IRS allows self-certification for late rollovers of retirement plan funds

A new procedure for claiming a waiver of the 60-day deadline enables an account trustee to accept the rollover.
By Sally P. Schreiber, J.D.

The IRS issued a procedure for taxpayers to make a limited claim of eligibility for a waiver from the 60-day deadline for rolling over distributions from a retirement account into another qualified account (Rev. Proc. 2016-47).

An IRA trustee, custodian, or issuer or a plan administrator may rely on the taxpayer's self-certification under the revenue procedure to accept and report receipt of a rollover contribution, unless that person is aware of facts contrary to the certification. The taxpayer may report a contribution made under a self-certification as a valid rollover unless and until the IRS determines otherwise. The self-certification must conform "in all material respects" to the sample in the appendix of the revenue procedure.

For taxpayers to qualify for self-certification, the IRS cannot have previously denied relief for the rollover, and the taxpayer may have missed the 60-day deadline only for one or more of the following 11 reasons:

  • The financial institution receiving the contribution or making the distribution to which the contribution relates made an error;
  • The distribution check was misplaced and never cashed;
  • The distribution was deposited into an account that the taxpayer mistakenly thought was an eligible retirement plan;
  • The taxpayer's principal residence was severely damaged;
  • A member of the taxpayer's family died;
  • The taxpayer or a member of the taxpayer's family was seriously ill;
  • The taxpayer was incarcerated;
  • Restrictions were imposed by a foreign country;
  • The post office made an error;
  • The distribution was made on account of a levy under Sec. 6331, the proceeds of which were returned to the taxpayer; or
  • The party making the distribution delayed providing information that the receiving plan or IRA required to complete the rollover, despite the taxpayer's reasonable efforts to obtain the information.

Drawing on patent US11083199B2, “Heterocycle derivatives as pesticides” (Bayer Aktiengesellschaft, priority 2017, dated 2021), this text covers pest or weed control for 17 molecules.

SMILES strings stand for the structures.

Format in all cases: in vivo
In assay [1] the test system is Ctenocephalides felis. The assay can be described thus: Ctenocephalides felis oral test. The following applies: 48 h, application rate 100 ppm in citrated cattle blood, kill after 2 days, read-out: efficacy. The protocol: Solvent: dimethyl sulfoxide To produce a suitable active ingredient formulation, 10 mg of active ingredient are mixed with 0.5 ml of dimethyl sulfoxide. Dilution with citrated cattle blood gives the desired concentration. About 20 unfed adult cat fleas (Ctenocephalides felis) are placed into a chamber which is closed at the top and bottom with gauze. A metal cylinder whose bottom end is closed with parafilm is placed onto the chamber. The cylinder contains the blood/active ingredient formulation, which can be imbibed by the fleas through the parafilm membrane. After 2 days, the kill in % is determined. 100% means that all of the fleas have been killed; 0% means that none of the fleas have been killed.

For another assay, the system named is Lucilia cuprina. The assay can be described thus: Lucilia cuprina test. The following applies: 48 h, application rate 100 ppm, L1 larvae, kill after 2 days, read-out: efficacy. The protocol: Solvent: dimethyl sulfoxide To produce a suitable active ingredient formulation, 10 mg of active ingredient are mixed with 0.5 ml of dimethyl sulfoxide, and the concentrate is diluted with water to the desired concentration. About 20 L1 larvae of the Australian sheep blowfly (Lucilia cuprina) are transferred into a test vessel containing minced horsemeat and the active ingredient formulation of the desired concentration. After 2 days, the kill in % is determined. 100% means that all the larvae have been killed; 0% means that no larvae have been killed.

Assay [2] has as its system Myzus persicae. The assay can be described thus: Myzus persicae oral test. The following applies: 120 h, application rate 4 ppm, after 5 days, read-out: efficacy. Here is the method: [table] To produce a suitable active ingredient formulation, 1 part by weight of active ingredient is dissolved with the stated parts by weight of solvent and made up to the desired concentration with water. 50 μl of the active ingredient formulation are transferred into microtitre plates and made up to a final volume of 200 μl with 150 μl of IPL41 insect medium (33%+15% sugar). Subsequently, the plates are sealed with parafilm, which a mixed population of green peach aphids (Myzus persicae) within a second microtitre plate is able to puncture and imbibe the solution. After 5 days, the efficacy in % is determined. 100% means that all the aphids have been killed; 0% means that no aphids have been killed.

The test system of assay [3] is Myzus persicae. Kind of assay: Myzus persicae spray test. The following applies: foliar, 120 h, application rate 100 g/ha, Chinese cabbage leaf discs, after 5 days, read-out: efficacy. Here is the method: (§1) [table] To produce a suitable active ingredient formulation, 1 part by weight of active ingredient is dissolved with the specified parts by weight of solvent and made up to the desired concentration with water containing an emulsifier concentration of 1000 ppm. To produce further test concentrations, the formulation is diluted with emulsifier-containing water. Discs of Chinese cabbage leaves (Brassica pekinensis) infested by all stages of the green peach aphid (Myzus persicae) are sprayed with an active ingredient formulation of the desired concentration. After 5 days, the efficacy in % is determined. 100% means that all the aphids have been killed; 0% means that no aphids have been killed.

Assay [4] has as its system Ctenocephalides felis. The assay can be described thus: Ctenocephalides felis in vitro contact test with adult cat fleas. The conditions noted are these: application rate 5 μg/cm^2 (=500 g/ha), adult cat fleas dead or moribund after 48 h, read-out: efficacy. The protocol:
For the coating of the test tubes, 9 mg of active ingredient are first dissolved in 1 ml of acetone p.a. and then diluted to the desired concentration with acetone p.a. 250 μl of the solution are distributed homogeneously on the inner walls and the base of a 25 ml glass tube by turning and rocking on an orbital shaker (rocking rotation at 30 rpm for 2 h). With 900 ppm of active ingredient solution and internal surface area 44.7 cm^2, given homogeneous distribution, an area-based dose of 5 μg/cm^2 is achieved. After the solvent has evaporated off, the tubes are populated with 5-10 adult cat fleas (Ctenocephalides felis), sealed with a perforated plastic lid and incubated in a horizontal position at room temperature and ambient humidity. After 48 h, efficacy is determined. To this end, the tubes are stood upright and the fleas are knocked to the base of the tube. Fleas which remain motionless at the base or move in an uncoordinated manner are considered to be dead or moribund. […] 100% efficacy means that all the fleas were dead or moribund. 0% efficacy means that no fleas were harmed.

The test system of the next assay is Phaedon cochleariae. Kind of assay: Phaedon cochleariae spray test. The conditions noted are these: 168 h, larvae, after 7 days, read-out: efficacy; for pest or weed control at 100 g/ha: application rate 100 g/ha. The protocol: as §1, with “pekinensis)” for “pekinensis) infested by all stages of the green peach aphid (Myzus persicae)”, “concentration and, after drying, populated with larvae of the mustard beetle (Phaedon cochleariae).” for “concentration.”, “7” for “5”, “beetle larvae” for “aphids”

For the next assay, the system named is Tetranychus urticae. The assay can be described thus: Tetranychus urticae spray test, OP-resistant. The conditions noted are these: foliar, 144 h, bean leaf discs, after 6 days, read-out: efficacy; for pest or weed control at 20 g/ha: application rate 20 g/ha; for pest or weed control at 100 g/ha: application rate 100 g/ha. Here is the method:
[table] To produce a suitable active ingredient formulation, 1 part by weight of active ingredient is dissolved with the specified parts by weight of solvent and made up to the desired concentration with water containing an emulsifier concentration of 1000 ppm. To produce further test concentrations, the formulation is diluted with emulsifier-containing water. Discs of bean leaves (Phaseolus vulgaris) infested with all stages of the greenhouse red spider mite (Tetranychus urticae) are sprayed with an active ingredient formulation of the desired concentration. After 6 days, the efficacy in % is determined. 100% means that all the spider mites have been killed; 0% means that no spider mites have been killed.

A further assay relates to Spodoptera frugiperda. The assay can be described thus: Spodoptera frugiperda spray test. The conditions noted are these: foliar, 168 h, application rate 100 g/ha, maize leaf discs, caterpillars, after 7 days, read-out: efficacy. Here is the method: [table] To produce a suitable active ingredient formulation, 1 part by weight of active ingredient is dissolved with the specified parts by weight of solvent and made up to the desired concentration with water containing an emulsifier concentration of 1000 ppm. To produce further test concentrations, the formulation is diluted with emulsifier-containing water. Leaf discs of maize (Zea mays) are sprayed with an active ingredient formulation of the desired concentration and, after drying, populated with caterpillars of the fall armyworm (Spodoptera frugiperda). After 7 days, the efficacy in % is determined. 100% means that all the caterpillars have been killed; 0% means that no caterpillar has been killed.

The reasons include the "hardship exceptions" provided in Rev. Proc. 2003-16, which provides guidance on what remains the primary method of obtaining a waiver: an IRS private letter ruling. According to the IRS, the taxpayer's self-certification is not a waiver of the 60-day requirement because the Service can still deny the waiver on audit if it determines the taxpayer did not meet the requirements. The new revenue procedure, however, modifies the earlier one to also allow the IRS to grant a waiver during an examination.

In addition, the rollover contribution must be made to the plan or IRA as soon as practicable after the reason or reasons for missing the 60-day deadline no longer prevent the taxpayer from doing so. This requirement is deemed to be satisfied if the contribution is made within 30 days after the reason or reasons no longer prevent the taxpayer from making the contribution. Form 5498, IRA Contribution Information, will be amended to permit plan trustees or administrators to report these rollovers.

  • Rev. Proc. 2016-47

—By Sally P. Schreiber, J.D., a JofA senior editor. 


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